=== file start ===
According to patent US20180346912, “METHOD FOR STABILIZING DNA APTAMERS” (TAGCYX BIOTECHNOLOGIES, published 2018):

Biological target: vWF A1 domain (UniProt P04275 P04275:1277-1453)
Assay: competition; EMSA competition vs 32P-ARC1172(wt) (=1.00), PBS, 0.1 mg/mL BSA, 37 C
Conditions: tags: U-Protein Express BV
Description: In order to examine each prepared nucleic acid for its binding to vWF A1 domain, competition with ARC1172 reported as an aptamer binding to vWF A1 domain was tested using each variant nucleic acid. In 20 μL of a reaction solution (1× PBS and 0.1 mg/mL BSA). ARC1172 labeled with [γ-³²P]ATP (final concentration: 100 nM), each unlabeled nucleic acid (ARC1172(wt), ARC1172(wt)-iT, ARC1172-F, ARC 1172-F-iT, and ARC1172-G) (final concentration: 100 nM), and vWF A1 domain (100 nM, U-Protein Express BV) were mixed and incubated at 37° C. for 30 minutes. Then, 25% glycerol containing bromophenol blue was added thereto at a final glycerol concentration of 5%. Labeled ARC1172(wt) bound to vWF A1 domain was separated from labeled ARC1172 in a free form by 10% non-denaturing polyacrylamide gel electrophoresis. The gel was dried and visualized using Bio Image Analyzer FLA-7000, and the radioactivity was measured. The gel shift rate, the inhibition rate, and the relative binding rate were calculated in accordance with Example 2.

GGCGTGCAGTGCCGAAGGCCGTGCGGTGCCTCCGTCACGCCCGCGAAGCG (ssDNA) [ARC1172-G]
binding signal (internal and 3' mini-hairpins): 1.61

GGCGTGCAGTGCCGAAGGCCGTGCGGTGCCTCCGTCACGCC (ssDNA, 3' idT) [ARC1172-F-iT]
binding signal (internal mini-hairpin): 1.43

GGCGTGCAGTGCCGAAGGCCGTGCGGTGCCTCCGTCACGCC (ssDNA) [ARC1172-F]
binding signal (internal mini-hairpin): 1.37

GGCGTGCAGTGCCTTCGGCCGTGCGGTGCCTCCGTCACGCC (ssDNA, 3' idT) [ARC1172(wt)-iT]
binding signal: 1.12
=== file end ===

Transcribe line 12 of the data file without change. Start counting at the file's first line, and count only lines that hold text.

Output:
GGCGTGCAGTGCCTTCGGCCGTGCGGTGCCTCCGTCACGCC (ssDNA, 3' idT) [ARC1172(wt)-iT]